How light impacts you

You can't wake up

Your alarm goes off in the morning. You hit the snooze button... and again... and again... You drag yourself out of bed and step into the shower, where you just stand there staring for at least 15 minutes. For breakfast you drink two cups of coffee, and you'd wish you had time to make a third to bring in the car with you...

At the office, you sit at your computer and work until lunchtime. You eat a sandwich in the company cafeteria or behind your desk and then you disappear in a meeting. And in the evening you go back to your car to drive home.

When this is your routine, you must be familiar with that feeling of not being able to wake up all day. You probably don't spend more than 10 minutes outside walking from your house to your car, from the car to work and vice versa.

Apart from the fact that you miss out on a lot of fresh air, you also miss exposure to natural daylight. Lack of natural daylight has consequences for your physical constitution and condition.


Daylight exists out of a whole spectrum of light frequencies. And your biological clock follows the daily changes of these light qualities. They influence the serotonin and melatonin production in your body. The two substances are extremely important for your sleep-wake rhythm. 

Green/blue light frequencies stimulate the serotonin production in your body and has a stimulating effect. Orange/red light stimulates melatonin production and has a relaxing effect.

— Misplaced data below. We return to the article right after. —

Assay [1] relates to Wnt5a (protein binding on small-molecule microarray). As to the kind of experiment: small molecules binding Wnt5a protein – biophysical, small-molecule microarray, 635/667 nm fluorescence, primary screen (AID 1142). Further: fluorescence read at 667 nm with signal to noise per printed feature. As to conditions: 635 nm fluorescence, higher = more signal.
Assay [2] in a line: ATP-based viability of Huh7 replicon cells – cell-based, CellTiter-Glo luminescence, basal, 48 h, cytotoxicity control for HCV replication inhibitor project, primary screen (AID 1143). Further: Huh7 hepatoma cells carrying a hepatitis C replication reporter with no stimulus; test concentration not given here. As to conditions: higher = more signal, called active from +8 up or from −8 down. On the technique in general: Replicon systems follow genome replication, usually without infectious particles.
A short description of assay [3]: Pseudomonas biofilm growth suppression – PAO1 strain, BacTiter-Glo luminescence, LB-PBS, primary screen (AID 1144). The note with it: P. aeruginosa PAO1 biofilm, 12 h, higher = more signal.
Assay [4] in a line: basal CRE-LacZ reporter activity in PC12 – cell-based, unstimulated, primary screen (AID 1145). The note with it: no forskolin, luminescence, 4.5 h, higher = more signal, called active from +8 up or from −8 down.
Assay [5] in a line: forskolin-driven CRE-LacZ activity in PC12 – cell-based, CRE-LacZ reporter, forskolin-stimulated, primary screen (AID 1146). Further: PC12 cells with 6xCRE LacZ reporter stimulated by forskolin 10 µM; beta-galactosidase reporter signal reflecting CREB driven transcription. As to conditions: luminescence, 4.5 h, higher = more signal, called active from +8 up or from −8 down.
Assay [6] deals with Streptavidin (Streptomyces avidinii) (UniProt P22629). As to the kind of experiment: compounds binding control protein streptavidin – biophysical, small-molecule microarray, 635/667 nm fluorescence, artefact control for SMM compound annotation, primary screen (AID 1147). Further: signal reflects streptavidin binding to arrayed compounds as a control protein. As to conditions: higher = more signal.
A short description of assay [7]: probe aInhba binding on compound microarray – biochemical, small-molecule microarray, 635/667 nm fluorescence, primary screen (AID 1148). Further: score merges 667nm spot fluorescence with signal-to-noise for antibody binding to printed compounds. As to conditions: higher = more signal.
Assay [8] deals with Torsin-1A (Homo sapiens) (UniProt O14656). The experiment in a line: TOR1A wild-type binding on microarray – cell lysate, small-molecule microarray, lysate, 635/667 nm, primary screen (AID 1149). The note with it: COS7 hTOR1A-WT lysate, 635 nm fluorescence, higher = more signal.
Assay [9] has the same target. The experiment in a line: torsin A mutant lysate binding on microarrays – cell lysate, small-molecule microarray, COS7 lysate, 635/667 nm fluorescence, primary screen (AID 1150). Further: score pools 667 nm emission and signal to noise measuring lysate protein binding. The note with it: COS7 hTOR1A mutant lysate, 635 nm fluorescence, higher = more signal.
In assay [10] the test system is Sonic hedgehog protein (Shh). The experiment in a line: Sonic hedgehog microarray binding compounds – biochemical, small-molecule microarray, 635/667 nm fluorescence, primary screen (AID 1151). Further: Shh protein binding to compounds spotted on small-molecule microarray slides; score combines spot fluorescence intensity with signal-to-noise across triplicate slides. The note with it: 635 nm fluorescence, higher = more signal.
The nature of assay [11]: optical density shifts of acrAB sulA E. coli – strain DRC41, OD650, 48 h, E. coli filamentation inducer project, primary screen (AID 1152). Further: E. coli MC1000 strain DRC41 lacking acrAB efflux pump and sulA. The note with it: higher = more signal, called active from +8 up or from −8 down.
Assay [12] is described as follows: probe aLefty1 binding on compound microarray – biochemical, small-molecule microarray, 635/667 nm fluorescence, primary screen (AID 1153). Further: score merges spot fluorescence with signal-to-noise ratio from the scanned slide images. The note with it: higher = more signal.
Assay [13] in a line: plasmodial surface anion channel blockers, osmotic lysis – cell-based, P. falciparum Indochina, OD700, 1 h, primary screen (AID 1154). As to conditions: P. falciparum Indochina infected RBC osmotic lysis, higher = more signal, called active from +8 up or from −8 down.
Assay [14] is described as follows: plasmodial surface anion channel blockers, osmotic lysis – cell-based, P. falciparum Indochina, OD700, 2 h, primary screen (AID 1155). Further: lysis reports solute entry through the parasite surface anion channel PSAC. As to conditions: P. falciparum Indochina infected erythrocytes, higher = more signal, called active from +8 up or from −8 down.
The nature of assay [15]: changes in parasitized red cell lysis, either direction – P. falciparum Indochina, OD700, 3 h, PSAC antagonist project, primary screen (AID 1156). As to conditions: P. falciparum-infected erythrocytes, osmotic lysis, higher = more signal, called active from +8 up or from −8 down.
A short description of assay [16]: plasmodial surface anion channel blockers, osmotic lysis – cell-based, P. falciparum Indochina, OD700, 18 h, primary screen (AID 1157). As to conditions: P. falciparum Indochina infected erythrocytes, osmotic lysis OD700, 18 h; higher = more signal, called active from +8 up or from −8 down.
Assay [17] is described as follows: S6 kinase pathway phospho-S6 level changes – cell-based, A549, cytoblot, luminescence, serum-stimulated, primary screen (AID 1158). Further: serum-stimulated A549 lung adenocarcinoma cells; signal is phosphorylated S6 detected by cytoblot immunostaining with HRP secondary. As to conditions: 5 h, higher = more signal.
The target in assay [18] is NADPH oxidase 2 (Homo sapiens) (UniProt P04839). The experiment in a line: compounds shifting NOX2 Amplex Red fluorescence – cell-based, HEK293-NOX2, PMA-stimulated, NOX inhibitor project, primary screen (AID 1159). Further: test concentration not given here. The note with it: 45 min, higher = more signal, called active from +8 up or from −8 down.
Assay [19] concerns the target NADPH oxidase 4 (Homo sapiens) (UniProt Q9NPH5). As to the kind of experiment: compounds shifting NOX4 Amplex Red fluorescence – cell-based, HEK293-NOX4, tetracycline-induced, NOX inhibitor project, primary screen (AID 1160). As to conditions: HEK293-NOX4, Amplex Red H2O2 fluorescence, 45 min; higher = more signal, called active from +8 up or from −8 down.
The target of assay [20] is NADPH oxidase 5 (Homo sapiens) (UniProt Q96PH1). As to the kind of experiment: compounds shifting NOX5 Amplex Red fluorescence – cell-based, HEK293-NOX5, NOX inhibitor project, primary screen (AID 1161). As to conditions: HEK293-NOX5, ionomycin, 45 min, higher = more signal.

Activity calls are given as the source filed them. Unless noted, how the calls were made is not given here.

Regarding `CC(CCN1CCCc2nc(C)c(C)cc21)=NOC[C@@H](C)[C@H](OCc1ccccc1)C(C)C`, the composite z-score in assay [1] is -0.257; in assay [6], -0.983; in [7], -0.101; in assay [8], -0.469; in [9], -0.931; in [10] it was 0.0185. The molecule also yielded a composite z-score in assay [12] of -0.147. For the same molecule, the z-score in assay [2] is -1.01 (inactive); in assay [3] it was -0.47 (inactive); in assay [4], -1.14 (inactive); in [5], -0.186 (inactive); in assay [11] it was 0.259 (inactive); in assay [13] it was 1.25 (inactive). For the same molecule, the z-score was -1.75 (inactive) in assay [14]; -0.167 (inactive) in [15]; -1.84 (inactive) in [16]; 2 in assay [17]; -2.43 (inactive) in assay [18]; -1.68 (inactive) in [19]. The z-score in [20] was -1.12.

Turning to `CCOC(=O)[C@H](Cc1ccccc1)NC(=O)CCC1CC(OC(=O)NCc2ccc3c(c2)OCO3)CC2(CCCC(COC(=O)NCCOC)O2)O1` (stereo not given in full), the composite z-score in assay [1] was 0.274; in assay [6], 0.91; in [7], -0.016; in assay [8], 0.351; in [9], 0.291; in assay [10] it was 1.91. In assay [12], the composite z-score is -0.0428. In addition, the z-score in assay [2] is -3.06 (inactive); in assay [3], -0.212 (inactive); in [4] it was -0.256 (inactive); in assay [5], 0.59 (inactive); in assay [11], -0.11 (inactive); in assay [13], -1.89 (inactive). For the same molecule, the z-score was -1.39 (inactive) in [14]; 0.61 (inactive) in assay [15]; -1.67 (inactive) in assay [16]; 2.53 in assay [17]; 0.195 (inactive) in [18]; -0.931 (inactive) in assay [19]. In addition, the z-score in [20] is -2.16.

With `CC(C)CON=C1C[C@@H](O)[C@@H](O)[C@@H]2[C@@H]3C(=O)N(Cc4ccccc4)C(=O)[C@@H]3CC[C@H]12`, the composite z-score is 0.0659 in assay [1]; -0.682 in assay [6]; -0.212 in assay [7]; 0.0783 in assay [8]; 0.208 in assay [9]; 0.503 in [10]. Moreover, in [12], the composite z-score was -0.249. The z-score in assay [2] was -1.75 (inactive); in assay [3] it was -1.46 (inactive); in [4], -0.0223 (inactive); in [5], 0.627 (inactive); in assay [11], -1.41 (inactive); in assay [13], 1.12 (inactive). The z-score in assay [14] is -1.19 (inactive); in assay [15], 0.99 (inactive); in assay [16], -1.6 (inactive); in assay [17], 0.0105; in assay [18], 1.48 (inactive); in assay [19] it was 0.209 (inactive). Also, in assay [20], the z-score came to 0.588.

Exposure to an 'unbalanced light pattern' can upset your biological clock and cause problems with sleep and your well being.

Sufficient exposure to natural light is a necessity for a healthy biorhythm and constitution.


Lamps have a color temperature, given in Kelvin. Warm white light (think sunset colours - yellow/orange/red) is approximately up to 3000 Kelvin. Cool white light (blue/green) is above 3000 Kelvin.

So when you feel sleepy all day, it might be a good idea to check the lamps at your workplace. When you're exposed to lot of 'warm' light there, your body gets the signal to produce melatonin all day, instead of only at night when the sun sets.

The opposite is also possible. Staying in cool white light for too long can be a cause for poor sleep. It makes your body active and alert. This can happen when you spend a lot of time behind screens in the evening. Screens give off a lot of 'blue' light. (Some people benefit from wearing special eye glasses that filter this light.) 

So pay attention to the lamps you use. Get advice from a lamp shop nearby, if you have questions about this.

Tinted glass

Some workplaces and residences have tinted glass. Pay attention to this. Tinted glass prevents the entire color spectrum of daylight from getting in. When you, on top of that, also have warm light in your lamps, you are not giving your body the opportunity to wake up properly. This, of course, has an immediate impact on energy levels and productivity. 


First of all: make sure you get outside in the daylight enough. How much is enough, differs per person and lifestyle. Experiment with going outside and see how you feel. Besides, going outside for a walk in the park is healthy for way more than just your serotonine/melatonine levels.

Exposing yourself enough to daylight and natural light is important to feel well and prevent sick leaves.

Second: when you have mainly an indoor lifestyle, and you have problems waking up and/or falling asleep, then it might be worth to invest in two sets of lamps with different colours of light. A set of warm light lamps. And one of cold light. Or maybe even better: full spectrum daylight lamps. These lamps contain all frequencies of natural daylight. You can always get advice from a lamp specialist about this.

Now I'd like to ask you: Do you feel different when you get outside in broad daylight more or less than usual? Do you have experience with full spectrum daylight lamps? Is your sleep affected by a lot of screen time in the evening? What's your story with light? Tell me about it in the comments..

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